Linked by Thom Holwerda on Fri 8th Jun 2007 20:02 UTC, submitted by Michael
AMD "Last week we had published The Truth About ATI/AMD & Linux, and to no real surprise, the feedback ranged from beliefs that it was propaganda to others being grateful that AMD finally shared some additional information with their Linux customers about the fglrx development cycle. While the article was far from being propaganda, what had outraged a number of open-source developers were AMD's comments on the R200 support or there the lack of. In this article, we have a few additional comments to share along with what some open-source developers had to say about AMD's information."
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RE: no surprises
by codergeek42 on Sat 9th Jun 2007 05:11 UTC in reply to "no surprises"
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"[...] but because releasing source code gives away all the hardware details which is suicide in the market."

If this is truly and veritably the case with these drivers, then the drivers and hardware are flawed by design. The source code need only detail the *interface* to the card, not necessarily the _internals_ of it.

The commands that my OS of choice gives to the hardware, and how that hardware actually runs those commands are two totally separate things. (For example, my Linux kernel build is continually using x86_64 instructions to manipulate my Core2's hardware....but the Core2 chip itself actually compiles those instructions in microcode to a RISC-like set of operations which it then runs on the hardware.)

Reply Parent Score: 4

RE[2]: no surprises
by leech on Sat 9th Jun 2007 13:31 in reply to "RE: no surprises"
leech Member since:

Exactly what I was thinking. Just like OpenGL is an API, it tells the video card what to do, and from there the video card processes it. Isn't that what the P word is for in GPU?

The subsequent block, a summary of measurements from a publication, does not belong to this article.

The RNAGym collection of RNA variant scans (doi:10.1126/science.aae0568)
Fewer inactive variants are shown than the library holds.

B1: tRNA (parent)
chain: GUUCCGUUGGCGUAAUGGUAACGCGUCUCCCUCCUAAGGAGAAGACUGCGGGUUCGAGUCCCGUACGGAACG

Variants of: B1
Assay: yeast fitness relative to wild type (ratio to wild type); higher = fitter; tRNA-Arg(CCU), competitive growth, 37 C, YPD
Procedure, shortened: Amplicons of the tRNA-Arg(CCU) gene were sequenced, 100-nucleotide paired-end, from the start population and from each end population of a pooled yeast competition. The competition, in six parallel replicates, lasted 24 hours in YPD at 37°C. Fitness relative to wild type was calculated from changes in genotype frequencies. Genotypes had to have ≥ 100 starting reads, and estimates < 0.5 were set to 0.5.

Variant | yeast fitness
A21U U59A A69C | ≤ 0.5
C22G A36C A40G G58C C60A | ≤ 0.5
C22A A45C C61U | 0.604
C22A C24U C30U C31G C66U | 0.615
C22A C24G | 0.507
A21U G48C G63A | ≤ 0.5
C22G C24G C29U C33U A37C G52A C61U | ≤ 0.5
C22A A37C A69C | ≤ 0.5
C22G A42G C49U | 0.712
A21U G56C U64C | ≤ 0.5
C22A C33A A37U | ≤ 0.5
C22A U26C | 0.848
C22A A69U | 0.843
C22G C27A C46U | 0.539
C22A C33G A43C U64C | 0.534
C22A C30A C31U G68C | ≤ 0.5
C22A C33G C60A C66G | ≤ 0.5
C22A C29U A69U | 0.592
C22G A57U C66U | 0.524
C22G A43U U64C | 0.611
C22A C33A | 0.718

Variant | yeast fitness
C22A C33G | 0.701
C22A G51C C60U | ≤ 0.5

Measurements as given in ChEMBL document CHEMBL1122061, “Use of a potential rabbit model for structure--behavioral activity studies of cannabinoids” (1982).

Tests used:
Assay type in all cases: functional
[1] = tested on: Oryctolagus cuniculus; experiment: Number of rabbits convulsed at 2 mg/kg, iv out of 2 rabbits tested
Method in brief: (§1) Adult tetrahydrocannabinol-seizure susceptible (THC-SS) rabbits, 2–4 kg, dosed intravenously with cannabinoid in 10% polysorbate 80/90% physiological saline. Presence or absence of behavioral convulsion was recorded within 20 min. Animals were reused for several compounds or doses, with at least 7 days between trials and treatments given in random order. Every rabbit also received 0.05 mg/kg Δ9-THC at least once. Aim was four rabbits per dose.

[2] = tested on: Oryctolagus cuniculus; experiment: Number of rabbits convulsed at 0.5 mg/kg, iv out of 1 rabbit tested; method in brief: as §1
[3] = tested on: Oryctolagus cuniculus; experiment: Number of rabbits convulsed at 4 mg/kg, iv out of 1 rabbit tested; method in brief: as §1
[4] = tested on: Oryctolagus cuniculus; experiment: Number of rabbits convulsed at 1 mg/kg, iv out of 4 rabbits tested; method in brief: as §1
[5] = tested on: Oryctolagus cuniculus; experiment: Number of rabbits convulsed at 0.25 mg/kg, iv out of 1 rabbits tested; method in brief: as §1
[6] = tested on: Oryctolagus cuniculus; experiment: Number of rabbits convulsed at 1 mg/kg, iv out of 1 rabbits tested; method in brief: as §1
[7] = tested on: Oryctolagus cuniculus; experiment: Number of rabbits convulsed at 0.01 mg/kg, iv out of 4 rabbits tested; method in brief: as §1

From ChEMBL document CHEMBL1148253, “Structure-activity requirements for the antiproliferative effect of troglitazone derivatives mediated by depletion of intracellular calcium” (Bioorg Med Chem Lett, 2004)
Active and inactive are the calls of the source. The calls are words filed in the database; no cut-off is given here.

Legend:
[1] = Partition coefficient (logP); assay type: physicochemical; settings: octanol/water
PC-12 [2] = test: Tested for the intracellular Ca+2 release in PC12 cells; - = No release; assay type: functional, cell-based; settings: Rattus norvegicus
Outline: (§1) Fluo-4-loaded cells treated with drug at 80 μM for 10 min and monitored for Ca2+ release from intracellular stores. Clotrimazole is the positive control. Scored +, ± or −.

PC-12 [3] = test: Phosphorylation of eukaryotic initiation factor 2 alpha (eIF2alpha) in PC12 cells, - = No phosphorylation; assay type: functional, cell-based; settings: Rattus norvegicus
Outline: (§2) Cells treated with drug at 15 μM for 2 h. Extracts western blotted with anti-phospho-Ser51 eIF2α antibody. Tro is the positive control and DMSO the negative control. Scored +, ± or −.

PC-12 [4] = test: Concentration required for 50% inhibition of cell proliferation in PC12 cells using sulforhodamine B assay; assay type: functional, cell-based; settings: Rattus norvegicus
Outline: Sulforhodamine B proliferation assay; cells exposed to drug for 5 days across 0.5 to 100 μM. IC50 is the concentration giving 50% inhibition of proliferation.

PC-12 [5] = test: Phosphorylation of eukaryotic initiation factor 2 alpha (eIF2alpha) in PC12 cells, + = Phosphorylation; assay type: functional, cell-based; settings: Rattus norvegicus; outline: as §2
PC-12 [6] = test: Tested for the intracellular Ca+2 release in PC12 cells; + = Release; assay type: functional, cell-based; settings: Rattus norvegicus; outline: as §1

And damned if the video card manufacturers would have to actually compete on merits of better internal architecture on their cards rather than "my drivers are more stable than yours."

The world of software would simply be better if they could release the specifications. Imagine an open source driver for windows as well (personally I think ATI and nVidia's drivers kind of suck under it as well, damn Matrox for leaving the video card industry.)

Reply Parent Score: 4

RE[2]: no surprises
by makc on Sat 9th Jun 2007 18:05 in reply to "RE: no surprises"
makc Member since:

> but the Core2 chip itself actually compiles those instructions in microcode to a RISC-like set of operations which it then runs on the hardware.

Which is a 'dirty' trick to maintain backwards compatibility, just it's quite fast as it's in hw.

Still, the same may happen with new DX10 compliant cards. The API between DX and drivers is precise and compelling. 'Public', somehow.
And it's not unreasonable that vendors might decide to implement it in hw, plus something else eventually.

Eventually the specs will open, driven by the emerging middleware for GPGPU market. Still this will happen, IMHO, after the yet-to-start-for-real market will have settled a bit - or to give an end to the battles.

Reply Parent Score: 3